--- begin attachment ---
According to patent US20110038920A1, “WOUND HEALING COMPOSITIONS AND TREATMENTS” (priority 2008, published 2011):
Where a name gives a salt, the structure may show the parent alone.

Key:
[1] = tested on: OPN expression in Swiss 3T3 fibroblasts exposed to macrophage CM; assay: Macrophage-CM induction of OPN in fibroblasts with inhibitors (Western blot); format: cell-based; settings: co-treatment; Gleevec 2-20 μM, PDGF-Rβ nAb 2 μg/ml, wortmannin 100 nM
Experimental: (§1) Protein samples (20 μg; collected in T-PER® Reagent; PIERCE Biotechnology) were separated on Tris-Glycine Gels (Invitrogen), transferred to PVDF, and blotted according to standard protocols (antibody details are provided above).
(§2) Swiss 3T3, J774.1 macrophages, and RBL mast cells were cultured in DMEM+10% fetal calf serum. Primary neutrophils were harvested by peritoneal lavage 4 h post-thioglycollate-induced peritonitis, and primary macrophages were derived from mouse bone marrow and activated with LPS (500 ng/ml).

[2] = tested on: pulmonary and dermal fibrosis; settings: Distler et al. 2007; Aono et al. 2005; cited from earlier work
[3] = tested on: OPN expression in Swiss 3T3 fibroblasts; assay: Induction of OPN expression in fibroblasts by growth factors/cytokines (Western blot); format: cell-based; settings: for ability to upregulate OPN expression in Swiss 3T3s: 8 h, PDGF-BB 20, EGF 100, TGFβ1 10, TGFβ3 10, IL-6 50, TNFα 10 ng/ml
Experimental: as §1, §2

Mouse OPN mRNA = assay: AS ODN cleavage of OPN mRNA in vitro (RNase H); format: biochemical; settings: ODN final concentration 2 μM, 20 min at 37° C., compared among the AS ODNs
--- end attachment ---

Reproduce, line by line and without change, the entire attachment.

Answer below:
According to patent US20110038920A1, “WOUND HEALING COMPOSITIONS AND TREATMENTS” (priority 2008, published 2011):
Where a name gives a salt, the structure may show the parent alone.

Key:
[1] = tested on: OPN expression in Swiss 3T3 fibroblasts exposed to macrophage CM; assay: Macrophage-CM induction of OPN in fibroblasts with inhibitors (Western blot); format: cell-based; settings: co-treatment; Gleevec 2-20 μM, PDGF-Rβ nAb 2 μg/ml, wortmannin 100 nM
Experimental: (§1) Protein samples (20 μg; collected in T-PER® Reagent; PIERCE Biotechnology) were separated on Tris-Glycine Gels (Invitrogen), transferred to PVDF, and blotted according to standard protocols (antibody details are provided above).
(§2) Swiss 3T3, J774.1 macrophages, and RBL mast cells were cultured in DMEM+10% fetal calf serum. Primary neutrophils were harvested by peritoneal lavage 4 h post-thioglycollate-induced peritonitis, and primary macrophages were derived from mouse bone marrow and activated with LPS (500 ng/ml).

[2] = tested on: pulmonary and dermal fibrosis; settings: Distler et al. 2007; Aono et al. 2005; cited from earlier work
[3] = tested on: OPN expression in Swiss 3T3 fibroblasts; assay: Induction of OPN expression in fibroblasts by growth factors/cytokines (Western blot); format: cell-based; settings: for ability to upregulate OPN expression in Swiss 3T3s: 8 h, PDGF-BB 20, EGF 100, TGFβ1 10, TGFβ3 10, IL-6 50, TNFα 10 ng/ml
Experimental: as §1, §2

Mouse OPN mRNA = assay: AS ODN cleavage of OPN mRNA in vitro (RNase H); format: biochemical; settings: ODN final concentration 2 μM, 20 min at 37° C., compared among the AS ODNs